There are lots of big books this season. The girl on the train; All the light you cannot see; Orphan train; At the water’s edge. All of these have hundreds of holds!
So, while you wait for your chance to read one of the bestsellers, here are some quirky, wonderful, off-the-beaten-track reads that you might enjoy.
The Secrets Men Keep, by Mark Sampson
The Secrets Men Keep is about the secrets men keep, and the comic possibilities that arise from our shifting sense of what it means to be a man. Taking an off-kilter approach to revealing the intricacies of modern relationships—relationships that can be at times funny, sensual, or tense—it’s about the lies that men tell themselves and others to keep their dreams and identities afloat.
Mrs. Queen Takes the Train, by William Kuhn
After decades of service and years of watching her family’s troubles splashed across the tabloids, Britain’s Queen is beginning to feel her age. She needs some proper cheering up. An unexpected opportunity offers her relief: an impromptu visit to a place that holds happy memories–the former royal yacht, Britannia, now moored near Edinburgh. Hidden beneath a skull-emblazoned hoodie, the limber Elizabeth (thank goodness for yoga) walks out of Buckingham Palace into the freedom of a rainy London day and heads for King’s Cross to catch a train to Scotland. But a characterful cast of royal attendants has discovered her missing. In uneasy alliance a lady-in-waiting, a butler, an equerry, a girl from the stables, a dresser, and a clerk from the shop that supplies Her Majesty’s cheese set out to find her and bring her back before her absence becomes a national scandal.
The End of the Alphabet, by CS Richardson
Ambrose Zephyr and his wife Zappora Ashkenazi (“Zipper”) have achieved a happy and balanced life together. She is the yin to his yang. He is the only man she has loved without adjustment. The two live co ntentedly in a narrow London terrace full of books.
That contentment is thrown into turmoil on or about Ambrose’s fiftieth birthday, when they receive the news that he has contracted a mysterious illness that will most certainly lead to his death within the month. In panicked delirium, from beneath their bed Ambrose withdraws an oxblood suitcase containing the ephemera of his long-suppressed life’s ambition: to travel the world in a pilgrimage through the alphabet, from Amsterdam to Zanzibar.
Scuttling the responsibilities of their respectably successful careers, the two set off on an urgent voyage through real and imagined geographies of place, of history, of art, and of love.
The Tower, the Zoo and the Tortoise, by Julia Stuart
The Tower of London’s the center of this hilarious love story about Beefeater Balthazar, his wife, their tortoise and their eccentric friends. As Balthazar struggles to save his marriage, the rest of the cast carries on in a charming tangle, and when Balthazar is put in charge of a Tower zoo, hilarity breaks out. Sprinkled with fascinating Tower lore, the book will steal your heart.
The Bird Sisters, Rebecca Rasmussen
When a bird flies into a window in Spring Green, Wisconsin, sisters Milly and Twiss get a visit. Twiss listens to the birds’ heartbeats, assessing what she can fix and what she can’t, while Milly listens to the heartaches of the people who’ve brought them. These spinster sisters have spent their lives nursing people and birds back to health.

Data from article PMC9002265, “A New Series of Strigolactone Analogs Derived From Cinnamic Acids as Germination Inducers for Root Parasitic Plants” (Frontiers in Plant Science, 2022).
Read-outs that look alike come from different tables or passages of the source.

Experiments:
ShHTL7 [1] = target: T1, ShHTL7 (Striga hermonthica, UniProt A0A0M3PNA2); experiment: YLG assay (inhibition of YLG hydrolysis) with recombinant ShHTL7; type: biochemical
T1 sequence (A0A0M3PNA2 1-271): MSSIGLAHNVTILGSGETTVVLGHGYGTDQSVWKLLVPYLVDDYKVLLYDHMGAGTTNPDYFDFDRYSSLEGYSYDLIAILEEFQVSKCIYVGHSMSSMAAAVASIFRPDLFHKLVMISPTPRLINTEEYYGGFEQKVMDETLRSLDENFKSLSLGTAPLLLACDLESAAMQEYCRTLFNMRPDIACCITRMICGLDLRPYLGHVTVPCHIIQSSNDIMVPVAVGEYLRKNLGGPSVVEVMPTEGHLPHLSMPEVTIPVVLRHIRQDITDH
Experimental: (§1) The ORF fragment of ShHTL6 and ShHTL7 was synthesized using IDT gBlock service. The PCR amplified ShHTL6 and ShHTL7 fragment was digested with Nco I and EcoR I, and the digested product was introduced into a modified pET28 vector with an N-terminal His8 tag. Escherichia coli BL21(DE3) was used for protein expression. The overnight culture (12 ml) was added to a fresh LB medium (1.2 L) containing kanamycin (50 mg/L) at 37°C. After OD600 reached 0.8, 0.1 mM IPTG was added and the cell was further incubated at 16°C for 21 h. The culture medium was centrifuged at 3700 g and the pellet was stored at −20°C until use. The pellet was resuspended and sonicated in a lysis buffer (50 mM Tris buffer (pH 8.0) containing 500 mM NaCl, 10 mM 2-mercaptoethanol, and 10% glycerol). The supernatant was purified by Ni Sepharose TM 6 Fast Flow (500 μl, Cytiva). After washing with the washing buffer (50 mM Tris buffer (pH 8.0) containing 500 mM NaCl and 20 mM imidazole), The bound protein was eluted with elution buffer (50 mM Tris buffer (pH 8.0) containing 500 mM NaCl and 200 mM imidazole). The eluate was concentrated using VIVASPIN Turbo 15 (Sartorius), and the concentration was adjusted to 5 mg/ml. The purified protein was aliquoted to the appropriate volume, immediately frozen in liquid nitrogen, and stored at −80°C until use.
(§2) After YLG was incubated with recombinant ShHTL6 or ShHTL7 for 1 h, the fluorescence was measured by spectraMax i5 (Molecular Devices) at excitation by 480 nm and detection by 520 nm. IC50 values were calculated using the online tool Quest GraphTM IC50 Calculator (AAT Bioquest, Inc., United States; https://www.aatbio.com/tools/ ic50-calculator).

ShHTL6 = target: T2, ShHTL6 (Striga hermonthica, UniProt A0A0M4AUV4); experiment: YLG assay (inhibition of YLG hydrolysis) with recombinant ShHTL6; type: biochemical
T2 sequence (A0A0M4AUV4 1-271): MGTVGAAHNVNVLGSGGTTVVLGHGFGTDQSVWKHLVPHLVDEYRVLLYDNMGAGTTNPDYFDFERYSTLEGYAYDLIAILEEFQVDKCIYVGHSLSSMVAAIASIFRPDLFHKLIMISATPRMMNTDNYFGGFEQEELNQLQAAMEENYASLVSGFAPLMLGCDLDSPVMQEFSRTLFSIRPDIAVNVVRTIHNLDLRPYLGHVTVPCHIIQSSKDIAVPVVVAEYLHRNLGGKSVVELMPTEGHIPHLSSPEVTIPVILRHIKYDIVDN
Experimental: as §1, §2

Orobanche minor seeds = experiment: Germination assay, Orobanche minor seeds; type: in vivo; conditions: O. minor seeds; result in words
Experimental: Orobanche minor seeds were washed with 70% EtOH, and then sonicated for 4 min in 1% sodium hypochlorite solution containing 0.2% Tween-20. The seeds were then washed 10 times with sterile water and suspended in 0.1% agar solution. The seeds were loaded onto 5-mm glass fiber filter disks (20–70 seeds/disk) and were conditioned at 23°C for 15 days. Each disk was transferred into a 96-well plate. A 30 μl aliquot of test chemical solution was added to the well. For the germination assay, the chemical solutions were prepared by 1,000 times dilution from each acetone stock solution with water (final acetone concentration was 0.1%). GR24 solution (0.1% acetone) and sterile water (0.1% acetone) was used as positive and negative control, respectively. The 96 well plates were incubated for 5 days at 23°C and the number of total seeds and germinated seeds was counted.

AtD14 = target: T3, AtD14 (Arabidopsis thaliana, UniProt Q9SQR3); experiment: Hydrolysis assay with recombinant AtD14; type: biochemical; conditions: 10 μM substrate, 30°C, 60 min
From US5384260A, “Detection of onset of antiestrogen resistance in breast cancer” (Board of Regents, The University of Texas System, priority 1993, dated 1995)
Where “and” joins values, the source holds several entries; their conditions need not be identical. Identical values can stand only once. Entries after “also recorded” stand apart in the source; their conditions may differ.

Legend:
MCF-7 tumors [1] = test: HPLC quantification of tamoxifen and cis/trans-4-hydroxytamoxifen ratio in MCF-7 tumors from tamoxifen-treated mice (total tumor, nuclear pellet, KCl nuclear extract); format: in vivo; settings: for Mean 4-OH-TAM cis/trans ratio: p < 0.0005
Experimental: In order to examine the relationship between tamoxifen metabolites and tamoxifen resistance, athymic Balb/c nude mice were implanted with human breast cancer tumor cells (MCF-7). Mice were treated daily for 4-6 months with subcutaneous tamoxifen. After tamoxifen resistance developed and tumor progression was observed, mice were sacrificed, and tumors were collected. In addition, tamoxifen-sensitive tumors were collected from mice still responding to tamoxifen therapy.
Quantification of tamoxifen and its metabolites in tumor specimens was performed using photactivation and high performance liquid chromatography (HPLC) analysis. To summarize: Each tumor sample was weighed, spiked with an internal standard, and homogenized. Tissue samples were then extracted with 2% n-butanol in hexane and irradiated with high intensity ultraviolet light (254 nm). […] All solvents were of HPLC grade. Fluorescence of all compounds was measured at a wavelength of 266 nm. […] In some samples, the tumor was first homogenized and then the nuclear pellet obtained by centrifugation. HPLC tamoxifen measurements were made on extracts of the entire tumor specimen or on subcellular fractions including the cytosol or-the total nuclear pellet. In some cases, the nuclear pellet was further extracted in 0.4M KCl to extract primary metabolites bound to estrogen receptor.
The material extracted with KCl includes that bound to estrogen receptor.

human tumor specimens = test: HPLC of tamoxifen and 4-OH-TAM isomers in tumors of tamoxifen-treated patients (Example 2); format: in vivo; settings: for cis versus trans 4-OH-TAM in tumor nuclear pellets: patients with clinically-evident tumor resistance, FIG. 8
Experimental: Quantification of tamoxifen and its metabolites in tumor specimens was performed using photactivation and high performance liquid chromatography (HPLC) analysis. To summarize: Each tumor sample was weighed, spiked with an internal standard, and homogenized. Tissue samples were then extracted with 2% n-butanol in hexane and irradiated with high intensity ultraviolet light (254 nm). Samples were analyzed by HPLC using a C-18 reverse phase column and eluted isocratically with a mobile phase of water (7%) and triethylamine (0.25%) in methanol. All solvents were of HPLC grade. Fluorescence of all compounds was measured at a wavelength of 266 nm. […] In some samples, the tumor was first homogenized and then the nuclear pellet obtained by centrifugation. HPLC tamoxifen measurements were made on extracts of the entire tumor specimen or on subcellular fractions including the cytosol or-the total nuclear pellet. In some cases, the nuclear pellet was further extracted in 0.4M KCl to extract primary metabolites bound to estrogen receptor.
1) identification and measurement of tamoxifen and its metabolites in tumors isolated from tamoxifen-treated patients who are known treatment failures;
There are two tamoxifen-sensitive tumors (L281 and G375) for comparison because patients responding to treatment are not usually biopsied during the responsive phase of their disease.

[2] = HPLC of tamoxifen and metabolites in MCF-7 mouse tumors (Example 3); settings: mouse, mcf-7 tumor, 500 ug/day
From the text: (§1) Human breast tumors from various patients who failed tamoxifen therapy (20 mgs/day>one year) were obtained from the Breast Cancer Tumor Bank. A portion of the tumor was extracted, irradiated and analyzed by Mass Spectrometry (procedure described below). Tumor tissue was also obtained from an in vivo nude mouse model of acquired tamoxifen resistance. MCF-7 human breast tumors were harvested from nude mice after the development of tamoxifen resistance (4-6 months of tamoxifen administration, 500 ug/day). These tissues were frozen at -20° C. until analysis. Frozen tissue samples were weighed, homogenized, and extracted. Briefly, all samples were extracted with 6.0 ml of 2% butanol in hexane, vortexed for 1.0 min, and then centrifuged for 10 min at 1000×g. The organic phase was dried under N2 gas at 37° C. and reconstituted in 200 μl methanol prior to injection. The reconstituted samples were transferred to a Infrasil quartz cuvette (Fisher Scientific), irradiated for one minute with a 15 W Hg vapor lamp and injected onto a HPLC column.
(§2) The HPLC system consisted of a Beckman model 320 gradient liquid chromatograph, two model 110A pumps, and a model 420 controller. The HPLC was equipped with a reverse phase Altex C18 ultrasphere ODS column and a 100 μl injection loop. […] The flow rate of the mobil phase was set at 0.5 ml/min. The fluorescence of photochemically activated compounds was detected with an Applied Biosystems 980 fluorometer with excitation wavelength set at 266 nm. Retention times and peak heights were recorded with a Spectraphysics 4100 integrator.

But back in the summer of 1947, Milly and Twiss knew nothing about trying to mend what had been accidentally broken. Milly was known as a great beauty with emerald eyes and Twiss was a brazen wild child who never wore a dress or did what she was told. That was the summer their golf pro father got into an accident that cost him both his swing and his charm, and their mother, the daughter of a wealthy jeweler, finally admitted their hardscrabble lives wouldn’t change. It was the summer their priest, Father Rice, announced that God didn’t exist and ran off to Mexico, and a boy named Asa finally caught Milly’s eye. And, most unforgettably, it was the summer their cousin Bett came down from a town called Deadwater and changed the course of their lives forever.
Rebecca Rasmussen’s masterfully written debut novel is full of hope and beauty, heartbreak and sacrifice, love and the power of sisterhood, and offers wonderful surprises at every turn.
Longbourn, by Jo Baker
A brilliantly imagined, irresistible below-stairs answer to Pride and Prejudice: a story of the romance, intrigue and drama among the servants of the Bennet household, a triumphant tale of defying society’s expectations, and an illuminating glimpse of working-class lives in Regency England.
The servants at Longbourn estate–only glancingly mentioned in Jane Austen’s classic–take centre stage in Jo Baker’s lively, cunning new novel. Here are the Bennets as we have never known them: seen through the eyes of those scrubbing the floors, cooking the meals, emptying the chamber pots. Our heroine is Sarah, an orphaned housemaid beginning to chafe against the boundaries of her class. When the militia marches into town, a new footman arrives under mysterious circumstances, and Sarah finds herself the object of the attentions of an ambitious young former slave working at neighboring Netherfield Hall, the carefully choreographed world downstairs at Longbourn threatens to be completely, perhaps irrevocably, up-ended. From the stern but soft-hearted housekeeper to the starry-eyed kitchen maid, these new characters come vividly to life in this already beloved world. Jo Baker shows us what Jane Austen wouldn’t in a captivating, wonderfully evocative, moving work of fiction.